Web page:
Looking back over the bone yard of your past relationships can be a humbling experience. Examining how each little union started, where it faltered, and when it finally sputtered to its end gives us pause to consider—and learn—what we can do and be better the next time we enter into a romance. With the past as a starry-eyed guide, we can, hopefully, keep from emulating the same relational mistakes again and again. If we choose to ignore it, it’s likely that our chosen cycle will end the same way each and every time.
As I peer over what went wrong in each of my past relationships, I can’t help but notice a startling pattern in nearly every single example of my commitment. And though the common thread was one I hadn’t noticed until now, its existence somehow didn’t surprise me. It made sense and it explained the path each of those relationships took to their own demise.
In all but one of my relationships, I had settled for a person who less than what I truly wanted.
Reading that sentence, it’s natural to assume that I believe I was too good for each of the women I dated and made my partner. But the opposite is true. Most of the women were too good for me and I was blessed that they even gave me a shot. However, that doesn’t change the fact that for each woman I committed myself to (for however long a time), they all lacked something I inevitably needed in a partner (the likelihood that they settled on me first is not lost on me).
Examples of things I settled on range from the differences in our faith to her personality/sense of humor being somewhat dry and cumbered and not meshing with mine to her not being pretty enough for my taste (that sounds so incredibly horrible for me to say and I’m sorry, but mutual sexual attraction is incredibly important in a relationship, whether we have the heart to admit it or not). Regardless of what I settled on, the fact that I did settle hampered my relationship from the very beginning and left us building something on less-than-solid ground. Ultimately, each relationships failure can be traced back to those concessions, and as a result, the failure of those relationships is on me and my conscience (note: there is one relationship I didn’t have to settle on because we were quite perfect together, and three long years later, I still regret finding a way to blow it away into nothingness. A story for another time perhaps).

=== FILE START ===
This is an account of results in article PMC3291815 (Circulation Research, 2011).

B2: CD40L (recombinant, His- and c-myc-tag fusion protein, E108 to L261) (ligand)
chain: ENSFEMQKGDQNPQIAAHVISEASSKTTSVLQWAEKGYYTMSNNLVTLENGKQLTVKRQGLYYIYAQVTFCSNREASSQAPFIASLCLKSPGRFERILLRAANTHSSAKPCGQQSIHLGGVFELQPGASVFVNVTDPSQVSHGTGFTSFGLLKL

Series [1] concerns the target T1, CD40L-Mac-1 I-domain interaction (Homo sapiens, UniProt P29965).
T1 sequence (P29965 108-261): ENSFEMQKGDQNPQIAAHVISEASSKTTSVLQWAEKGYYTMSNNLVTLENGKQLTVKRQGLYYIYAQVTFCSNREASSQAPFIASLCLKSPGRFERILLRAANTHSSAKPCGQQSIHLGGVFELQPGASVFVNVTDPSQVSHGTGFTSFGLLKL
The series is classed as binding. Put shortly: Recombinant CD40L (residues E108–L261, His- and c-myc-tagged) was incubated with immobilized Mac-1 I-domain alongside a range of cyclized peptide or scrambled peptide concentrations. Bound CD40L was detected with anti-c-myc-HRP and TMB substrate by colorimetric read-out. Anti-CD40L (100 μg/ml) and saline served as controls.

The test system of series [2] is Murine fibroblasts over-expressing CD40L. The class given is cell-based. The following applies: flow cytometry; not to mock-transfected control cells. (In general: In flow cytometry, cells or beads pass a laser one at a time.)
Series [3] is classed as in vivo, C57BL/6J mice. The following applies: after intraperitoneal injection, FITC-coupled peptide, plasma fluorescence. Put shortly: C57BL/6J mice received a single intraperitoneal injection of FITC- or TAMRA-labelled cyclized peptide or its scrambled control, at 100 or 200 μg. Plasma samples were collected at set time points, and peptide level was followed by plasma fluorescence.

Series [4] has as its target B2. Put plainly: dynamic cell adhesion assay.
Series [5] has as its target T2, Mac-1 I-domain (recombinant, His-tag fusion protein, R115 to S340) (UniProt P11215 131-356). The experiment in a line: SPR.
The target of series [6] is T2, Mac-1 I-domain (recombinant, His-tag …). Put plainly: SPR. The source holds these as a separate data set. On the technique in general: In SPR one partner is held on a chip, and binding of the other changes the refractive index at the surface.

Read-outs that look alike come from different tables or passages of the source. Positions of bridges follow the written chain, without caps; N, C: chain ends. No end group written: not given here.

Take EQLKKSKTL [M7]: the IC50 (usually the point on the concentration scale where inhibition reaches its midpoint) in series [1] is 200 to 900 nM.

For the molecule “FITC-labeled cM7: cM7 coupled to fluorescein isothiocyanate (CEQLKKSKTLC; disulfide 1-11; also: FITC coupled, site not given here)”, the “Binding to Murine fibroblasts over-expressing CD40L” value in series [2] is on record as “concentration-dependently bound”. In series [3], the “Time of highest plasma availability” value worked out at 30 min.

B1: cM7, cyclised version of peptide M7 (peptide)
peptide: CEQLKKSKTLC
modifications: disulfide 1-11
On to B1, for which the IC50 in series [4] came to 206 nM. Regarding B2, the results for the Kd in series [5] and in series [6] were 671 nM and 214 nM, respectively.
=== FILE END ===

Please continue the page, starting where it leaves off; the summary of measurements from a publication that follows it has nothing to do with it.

In reality, dating, in its origins, was a way to progress toward marriage. You met someone and you liked them, so the two of you dated and if things worked out, you got married. Now, things are all construed and upside down. The term “dating” means a thousand different things to a billion different people. But whatever your definition of dating or what your endgame is, settling or conceding something you want from a partner puts your relationship at an immediate disadvantage. You’re having to ignore the absence of something you miss or the presence of something you wish didn’t exist. It’s a tough hurdle to get by or see through. But then again, some would say that love can conquer all.
When you’re considering dating someone while getting to know them, do yourself a favor and refuse to settle for someone who is less than what you want. Really, you have the right and privilege to wait for as long as you want. After all, your happiness is what’s at stake.
Could some of my relationships have survived my settling? Maybe. Did they? No. So when I see that one of the deathblow issues was my conceding something I wanted and needed from a partner, why wouldn’t I correct that mistake in the future?
Your life is your own and you’re free to do as you please. But don’t settle. You deserve to be happy and you deserve to be satisfied and you deserve to be fulfilled. Why not find that with someone who you don’t have to make a concession for? Hold out for something better. The result is eternally worth the wait.
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